Paperback: 176pp

Published: Lightning Books (November 2019)

ISBN: 9781785631610

The Iron Chariot

Stein Riverton


‘The founder of the modern Norwegian crime novel’ – Jo Nesbo


Translated by Lucy Moffatt, winner of the Norwegian Literature Abroad Translator’s Award 2020

On a blazing hot summer’s day, holidaymakers at a guesthouse on a Norwegian island are shocked to discover that a fellow guest has been found murdered on a desolate plain. The nameless narrator, an author, was the last person to see the victim alive; shortly afterwards, he is disturbed by a noise like ‘a rattling of chains’. A local tells him this is ‘the iron chariot’, which is said to presage death.

Detective Asbjørn Krag is summoned from the capital, Kristiania, and sets about investigating the murder. When a similar death occurs on the plain, it is again preceded by the eerie sound of the iron chariot, which leaves no tracks. Mystery is added to mystery when the victim turns out to be a man believed to have died several years earlier.

Drawn unwillingly into the investigation, the narrator is puzzled by the enigmatic detective’s apparent inaction, and troubled by unfolding events. These begin to take a toll on his mental wellbeing and he sinks into a state of dread, exacerbated by mysterious happenings at the cabin where he is staying.

So profound is his unease that he feels he must leave the island. Then Krag promises to tell him the solution to the mystery…





‘This is a classic Norwegian crime story. It was written over 100 years ago. Riverton is regarded as the founder of the modern Norwegian crime novel and he is a great writer’

Jo Nesbo

‘A tale of haunting psychological terror: among the best crime novels ever written’

Nils Nordberg


‘Taut with tension and paranoia – a paradise disturbed by the most brutal of acts’

Buzz Magazine

‘Despite its age, it does not feel dated. Lucy Moffatt’s seamless contemporary translation, true to the original style, renders with clarity the atmospheric, almost gothic, setting’

Nordic Lighthouse

‘A clever blend of gothic suspense – all swirling mists and the melancholia of the midnight sun – and the art of intertwined plots, in which sleight of hand and deductive reasoning simultaneously confound and reward the reader’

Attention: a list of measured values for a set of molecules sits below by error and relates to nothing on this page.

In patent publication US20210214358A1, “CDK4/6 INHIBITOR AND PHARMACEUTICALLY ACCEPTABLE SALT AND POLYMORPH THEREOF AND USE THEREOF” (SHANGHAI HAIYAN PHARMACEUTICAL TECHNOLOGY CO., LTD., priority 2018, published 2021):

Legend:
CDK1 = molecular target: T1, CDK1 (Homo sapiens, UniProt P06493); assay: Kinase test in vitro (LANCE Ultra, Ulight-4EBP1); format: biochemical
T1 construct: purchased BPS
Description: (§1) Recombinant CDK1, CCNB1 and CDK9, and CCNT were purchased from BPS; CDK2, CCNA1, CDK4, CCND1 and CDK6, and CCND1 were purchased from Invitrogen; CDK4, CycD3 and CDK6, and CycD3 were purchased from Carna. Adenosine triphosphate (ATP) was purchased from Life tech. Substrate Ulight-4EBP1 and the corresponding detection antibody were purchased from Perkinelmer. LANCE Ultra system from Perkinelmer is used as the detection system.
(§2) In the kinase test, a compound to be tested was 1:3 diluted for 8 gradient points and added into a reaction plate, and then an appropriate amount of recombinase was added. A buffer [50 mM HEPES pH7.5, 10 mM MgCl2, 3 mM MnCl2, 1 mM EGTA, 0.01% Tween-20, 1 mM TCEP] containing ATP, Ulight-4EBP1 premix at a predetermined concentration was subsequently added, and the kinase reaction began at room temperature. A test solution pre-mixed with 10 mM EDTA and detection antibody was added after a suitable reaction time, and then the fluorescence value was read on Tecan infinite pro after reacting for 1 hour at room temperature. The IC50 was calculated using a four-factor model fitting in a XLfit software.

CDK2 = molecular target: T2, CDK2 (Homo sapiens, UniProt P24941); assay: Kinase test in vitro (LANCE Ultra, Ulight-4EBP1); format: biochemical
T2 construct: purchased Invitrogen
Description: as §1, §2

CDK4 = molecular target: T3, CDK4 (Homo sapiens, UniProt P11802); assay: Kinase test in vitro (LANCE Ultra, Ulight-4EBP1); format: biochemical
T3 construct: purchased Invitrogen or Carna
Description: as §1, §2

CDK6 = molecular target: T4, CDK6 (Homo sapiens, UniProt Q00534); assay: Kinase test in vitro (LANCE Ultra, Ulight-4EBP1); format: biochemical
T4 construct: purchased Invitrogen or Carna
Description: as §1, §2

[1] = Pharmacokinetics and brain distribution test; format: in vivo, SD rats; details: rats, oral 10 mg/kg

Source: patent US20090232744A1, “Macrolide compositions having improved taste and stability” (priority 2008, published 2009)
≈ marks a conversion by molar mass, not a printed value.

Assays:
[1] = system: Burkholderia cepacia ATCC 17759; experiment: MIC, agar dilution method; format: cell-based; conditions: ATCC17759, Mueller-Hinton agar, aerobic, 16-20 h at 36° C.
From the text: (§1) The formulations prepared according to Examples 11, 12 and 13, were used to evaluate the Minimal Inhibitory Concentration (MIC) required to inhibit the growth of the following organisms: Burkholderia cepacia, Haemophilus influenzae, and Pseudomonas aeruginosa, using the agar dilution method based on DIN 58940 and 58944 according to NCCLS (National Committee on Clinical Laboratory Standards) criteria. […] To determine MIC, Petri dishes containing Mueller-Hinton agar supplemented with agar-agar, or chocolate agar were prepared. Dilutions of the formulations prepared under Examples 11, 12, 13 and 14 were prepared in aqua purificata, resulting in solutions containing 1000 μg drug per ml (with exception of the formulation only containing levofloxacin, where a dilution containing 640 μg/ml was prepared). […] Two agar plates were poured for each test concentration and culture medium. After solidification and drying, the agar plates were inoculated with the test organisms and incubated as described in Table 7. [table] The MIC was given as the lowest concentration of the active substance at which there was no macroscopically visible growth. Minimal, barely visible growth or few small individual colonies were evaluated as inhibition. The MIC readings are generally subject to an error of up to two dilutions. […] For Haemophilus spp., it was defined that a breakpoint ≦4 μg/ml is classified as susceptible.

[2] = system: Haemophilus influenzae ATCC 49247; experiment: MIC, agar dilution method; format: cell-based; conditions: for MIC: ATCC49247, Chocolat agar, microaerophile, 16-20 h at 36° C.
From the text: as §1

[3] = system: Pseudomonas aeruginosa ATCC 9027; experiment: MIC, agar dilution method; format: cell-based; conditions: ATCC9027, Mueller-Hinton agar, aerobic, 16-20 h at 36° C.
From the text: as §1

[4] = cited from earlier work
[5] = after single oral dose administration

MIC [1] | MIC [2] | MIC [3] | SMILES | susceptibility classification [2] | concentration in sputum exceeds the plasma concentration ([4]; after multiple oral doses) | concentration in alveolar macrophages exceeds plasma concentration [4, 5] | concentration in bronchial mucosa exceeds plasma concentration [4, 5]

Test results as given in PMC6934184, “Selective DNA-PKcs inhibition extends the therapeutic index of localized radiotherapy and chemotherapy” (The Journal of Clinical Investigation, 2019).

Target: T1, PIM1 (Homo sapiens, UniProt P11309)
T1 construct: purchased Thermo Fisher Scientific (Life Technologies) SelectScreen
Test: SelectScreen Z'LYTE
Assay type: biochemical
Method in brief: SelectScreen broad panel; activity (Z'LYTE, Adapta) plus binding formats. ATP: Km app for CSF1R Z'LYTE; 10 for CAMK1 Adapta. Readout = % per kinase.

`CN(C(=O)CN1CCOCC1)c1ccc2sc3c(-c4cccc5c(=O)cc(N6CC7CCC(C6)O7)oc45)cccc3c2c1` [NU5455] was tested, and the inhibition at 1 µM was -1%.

Murder Mayhem and More

‘The emphasis is on the intricate detective work, the quirky private investigator and the thrilling suspense. Little wonder that this literary gem and its author inspired the creation of the Riverton Prize, given annually to the best Norwegian crime novel’

European Literature Network

‘In many ways this is an archetypal Golden Age of Detection novel, a good decade short of the form’s beginning’

The Invisible Event

‘A sultry premonition of the coming Golden Age’

Moonlight Detective

‘This is a clever little novel and it is easy to see how it captured the imagination 100 years ago, and still entertains today’

From First Page to Last

‘A perfect choice if you want a book with a truly spooky element (because it is very eerie) but nonetheless want something more easy – cosy – to read as well’

The Worm Hole

‘A superb mystery, with stacks of atmosphere and psychology’

Chez Maximka

‘A gorgeous read within a claustrophobic, haunting setting. Riverton twists the plot intelligently through to an excellent conclusion. Terrific. Recommended’

Liz Loves Books

‘A slightly Gothic and certainly tense read with marvellous, bizarre, brooding dread’

Babbage and Sweetcorn

‘Fascinating and captivating. I can understand why it has been voted the greatest Norwegian crime novel’

Jera’s Jamboree


Whodunnit? Did Agatha Christie ‘borrow’ the plot for acclaimed novel?

The Observer reports on Lucy Moffatt’s behind-the-scenes research for her translation of The Iron Chariot


Lucy Moffatt won the Norwegian Literature Abroad (NORLA) Translator’s Award 2020 for a body of work which includes her English version of The Iron Chariot. This short film from NORLA celebrates that work.


Stein Riverton

Stein Riverton was born Kristoffer Elvestad Svensen in a small Norwegian town near the Swedish border in 1884. After being caught embezzling money as a young office boy, he changed his name to Sven Elvestad and moved to Kristiania (Oslo) to start a new life as a journalist. He became notable for his stunts as a reporter, including spending a day in a circus lion’s cage. He was also the first foreign reporter to interview Adolf Hitler.

Under the pen name Stein Riverton, he wrote a series of crime novels featuring the retired police detective Asbjørn Krag. Published in 1909, Jernvognen (The Iron Chariot) is regarded as his masterpiece. He died in 1934.

The Riverton Prize, awarded annually to the best Norwegian crime story, is named after him.

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